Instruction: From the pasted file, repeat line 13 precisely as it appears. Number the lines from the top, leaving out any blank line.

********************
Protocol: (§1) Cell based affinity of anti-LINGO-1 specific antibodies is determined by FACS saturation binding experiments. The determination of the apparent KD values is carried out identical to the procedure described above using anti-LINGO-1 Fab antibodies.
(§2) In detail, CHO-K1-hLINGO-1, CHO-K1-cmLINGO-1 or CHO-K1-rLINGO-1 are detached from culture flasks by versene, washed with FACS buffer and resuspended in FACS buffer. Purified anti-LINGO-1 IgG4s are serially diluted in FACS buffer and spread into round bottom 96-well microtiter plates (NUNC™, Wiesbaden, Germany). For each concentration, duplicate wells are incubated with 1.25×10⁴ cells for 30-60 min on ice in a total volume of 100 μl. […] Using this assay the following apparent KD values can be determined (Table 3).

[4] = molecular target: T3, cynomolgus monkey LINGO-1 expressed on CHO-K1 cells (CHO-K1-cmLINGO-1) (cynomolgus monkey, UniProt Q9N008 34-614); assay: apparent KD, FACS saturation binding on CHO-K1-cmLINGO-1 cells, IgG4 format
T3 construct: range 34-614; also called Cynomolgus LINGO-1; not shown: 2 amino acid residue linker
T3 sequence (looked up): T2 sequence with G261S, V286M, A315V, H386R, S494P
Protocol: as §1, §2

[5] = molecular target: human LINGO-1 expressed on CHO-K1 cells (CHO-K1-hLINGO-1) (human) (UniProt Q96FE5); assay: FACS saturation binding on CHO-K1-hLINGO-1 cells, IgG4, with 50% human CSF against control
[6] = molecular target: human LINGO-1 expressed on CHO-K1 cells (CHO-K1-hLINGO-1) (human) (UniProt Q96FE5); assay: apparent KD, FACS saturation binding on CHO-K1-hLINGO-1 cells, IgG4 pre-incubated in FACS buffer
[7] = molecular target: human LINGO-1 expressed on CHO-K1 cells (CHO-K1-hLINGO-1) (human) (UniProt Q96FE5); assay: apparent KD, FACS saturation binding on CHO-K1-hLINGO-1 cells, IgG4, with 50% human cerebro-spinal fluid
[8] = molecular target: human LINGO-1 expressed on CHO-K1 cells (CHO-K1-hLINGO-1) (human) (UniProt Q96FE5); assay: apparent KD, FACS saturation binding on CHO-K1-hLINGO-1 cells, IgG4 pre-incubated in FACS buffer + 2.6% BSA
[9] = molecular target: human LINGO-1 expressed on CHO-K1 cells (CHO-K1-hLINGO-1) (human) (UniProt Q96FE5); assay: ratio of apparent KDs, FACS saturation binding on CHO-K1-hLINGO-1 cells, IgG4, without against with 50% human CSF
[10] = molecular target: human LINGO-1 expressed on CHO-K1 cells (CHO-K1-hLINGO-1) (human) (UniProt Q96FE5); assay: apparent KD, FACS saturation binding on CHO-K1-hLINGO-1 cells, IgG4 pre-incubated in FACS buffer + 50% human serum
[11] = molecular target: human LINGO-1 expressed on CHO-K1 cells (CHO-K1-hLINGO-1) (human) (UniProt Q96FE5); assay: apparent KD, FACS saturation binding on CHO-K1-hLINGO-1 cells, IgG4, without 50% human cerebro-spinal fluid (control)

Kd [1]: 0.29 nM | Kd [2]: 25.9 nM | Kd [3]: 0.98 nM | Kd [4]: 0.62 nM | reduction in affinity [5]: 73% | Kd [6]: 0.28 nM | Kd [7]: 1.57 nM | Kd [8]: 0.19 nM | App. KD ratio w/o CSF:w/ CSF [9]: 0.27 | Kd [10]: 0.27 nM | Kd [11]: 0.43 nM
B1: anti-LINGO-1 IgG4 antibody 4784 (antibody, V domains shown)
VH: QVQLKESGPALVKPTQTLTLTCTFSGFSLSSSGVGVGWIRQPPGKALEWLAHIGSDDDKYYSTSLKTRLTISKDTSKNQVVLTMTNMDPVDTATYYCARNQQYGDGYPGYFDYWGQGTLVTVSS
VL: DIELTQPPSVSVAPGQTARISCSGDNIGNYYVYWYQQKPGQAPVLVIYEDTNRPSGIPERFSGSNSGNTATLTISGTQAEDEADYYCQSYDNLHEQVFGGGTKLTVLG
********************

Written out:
[11] = molecular target: human LINGO-1 expressed on CHO-K1 cells (CHO-K1-hLINGO-1) (human) (UniProt Q96FE5); assay: apparent KD, FACS saturation binding on CHO-K1-hLINGO-1 cells, IgG4, without 50% human cerebro-spinal fluid (control)